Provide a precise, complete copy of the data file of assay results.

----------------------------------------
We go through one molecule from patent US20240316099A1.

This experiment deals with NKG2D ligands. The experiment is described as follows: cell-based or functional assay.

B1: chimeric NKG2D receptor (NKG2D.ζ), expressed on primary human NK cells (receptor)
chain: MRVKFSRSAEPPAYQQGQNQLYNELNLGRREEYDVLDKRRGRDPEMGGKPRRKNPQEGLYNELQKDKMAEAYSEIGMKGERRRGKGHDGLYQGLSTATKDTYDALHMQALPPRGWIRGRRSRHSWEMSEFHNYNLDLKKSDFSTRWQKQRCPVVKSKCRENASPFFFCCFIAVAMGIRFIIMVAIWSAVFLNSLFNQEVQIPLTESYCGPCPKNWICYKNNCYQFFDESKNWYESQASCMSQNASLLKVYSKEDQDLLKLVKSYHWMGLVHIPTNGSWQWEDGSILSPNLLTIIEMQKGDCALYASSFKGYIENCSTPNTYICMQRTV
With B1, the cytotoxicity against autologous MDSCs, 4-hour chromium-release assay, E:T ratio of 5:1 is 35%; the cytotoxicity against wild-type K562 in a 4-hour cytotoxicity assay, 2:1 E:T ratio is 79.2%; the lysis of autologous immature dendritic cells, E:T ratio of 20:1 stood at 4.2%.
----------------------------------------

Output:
We go through one molecule from patent US20240316099A1.

This experiment deals with NKG2D ligands. The experiment is described as follows: cell-based or functional assay.

B1: chimeric NKG2D receptor (NKG2D.ζ), expressed on primary human NK cells (receptor)
chain: MRVKFSRSAEPPAYQQGQNQLYNELNLGRREEYDVLDKRRGRDPEMGGKPRRKNPQEGLYNELQKDKMAEAYSEIGMKGERRRGKGHDGLYQGLSTATKDTYDALHMQALPPRGWIRGRRSRHSWEMSEFHNYNLDLKKSDFSTRWQKQRCPVVKSKCRENASPFFFCCFIAVAMGIRFIIMVAIWSAVFLNSLFNQEVQIPLTESYCGPCPKNWICYKNNCYQFFDESKNWYESQASCMSQNASLLKVYSKEDQDLLKLVKSYHWMGLVHIPTNGSWQWEDGSILSPNLLTIIEMQKGDCALYASSFKGYIENCSTPNTYICMQRTV
With B1, the cytotoxicity against autologous MDSCs, 4-hour chromium-release assay, E:T ratio of 5:1 is 35%; the cytotoxicity against wild-type K562 in a 4-hour cytotoxicity assay, 2:1 E:T ratio is 79.2%; the lysis of autologous immature dendritic cells, E:T ratio of 20:1 stood at 4.2%.